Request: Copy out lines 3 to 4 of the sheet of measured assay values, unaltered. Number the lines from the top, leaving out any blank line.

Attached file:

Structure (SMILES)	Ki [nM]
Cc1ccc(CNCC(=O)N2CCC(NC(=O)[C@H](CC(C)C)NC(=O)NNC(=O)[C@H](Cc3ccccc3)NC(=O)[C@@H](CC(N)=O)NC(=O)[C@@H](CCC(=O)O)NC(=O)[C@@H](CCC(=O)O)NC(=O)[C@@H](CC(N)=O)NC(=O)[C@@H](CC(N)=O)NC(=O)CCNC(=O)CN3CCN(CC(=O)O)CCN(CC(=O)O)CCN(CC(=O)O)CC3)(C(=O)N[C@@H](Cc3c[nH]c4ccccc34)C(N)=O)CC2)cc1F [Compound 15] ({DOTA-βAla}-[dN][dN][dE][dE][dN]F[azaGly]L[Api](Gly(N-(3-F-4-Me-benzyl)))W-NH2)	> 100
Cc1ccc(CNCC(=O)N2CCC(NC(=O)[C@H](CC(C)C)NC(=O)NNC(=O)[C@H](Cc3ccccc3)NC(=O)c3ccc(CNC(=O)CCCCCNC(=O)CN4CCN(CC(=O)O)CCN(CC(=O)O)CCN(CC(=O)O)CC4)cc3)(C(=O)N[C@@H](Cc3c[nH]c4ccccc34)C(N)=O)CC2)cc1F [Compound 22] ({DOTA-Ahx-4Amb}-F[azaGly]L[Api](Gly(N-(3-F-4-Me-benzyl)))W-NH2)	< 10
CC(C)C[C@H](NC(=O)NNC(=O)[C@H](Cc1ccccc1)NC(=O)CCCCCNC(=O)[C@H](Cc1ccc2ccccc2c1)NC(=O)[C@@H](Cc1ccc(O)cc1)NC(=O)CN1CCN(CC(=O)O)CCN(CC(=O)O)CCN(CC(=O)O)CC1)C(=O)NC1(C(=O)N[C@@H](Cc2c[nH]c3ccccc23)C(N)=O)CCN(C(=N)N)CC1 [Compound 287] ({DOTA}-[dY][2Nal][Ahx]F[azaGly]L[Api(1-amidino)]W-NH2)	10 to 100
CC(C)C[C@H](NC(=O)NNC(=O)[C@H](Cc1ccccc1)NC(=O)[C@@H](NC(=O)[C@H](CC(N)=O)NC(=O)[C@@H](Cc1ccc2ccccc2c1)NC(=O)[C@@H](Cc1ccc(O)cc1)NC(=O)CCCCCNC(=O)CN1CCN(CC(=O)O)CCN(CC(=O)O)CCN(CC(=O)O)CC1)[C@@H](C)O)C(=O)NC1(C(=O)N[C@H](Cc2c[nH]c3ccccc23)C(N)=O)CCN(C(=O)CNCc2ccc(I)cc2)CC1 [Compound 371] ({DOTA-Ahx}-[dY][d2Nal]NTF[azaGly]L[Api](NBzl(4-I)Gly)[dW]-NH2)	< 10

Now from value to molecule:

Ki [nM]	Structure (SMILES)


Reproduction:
Cc1ccc(CNCC(=O)N2CCC(NC(=O)[C@H](CC(C)C)NC(=O)NNC(=O)[C@H](Cc3ccccc3)NC(=O)c3ccc(CNC(=O)CCCCCNC(=O)CN4CCN(CC(=O)O)CCN(CC(=O)O)CCN(CC(=O)O)CC4)cc3)(C(=O)N[C@@H](Cc3c[nH]c4ccccc34)C(N)=O)CC2)cc1F [Compound 22] ({DOTA-Ahx-4Amb}-F[azaGly]L[Api](Gly(N-(3-F-4-Me-benzyl)))W-NH2)	< 10
CC(C)C[C@H](NC(=O)NNC(=O)[C@H](Cc1ccccc1)NC(=O)CCCCCNC(=O)[C@H](Cc1ccc2ccccc2c1)NC(=O)[C@@H](Cc1ccc(O)cc1)NC(=O)CN1CCN(CC(=O)O)CCN(CC(=O)O)CCN(CC(=O)O)CC1)C(=O)NC1(C(=O)N[C@@H](Cc2c[nH]c3ccccc23)C(N)=O)CCN(C(=N)N)CC1 [Compound 287] ({DOTA}-[dY][2Nal][Ahx]F[azaGly]L[Api(1-amidino)]W-NH2)	10 to 100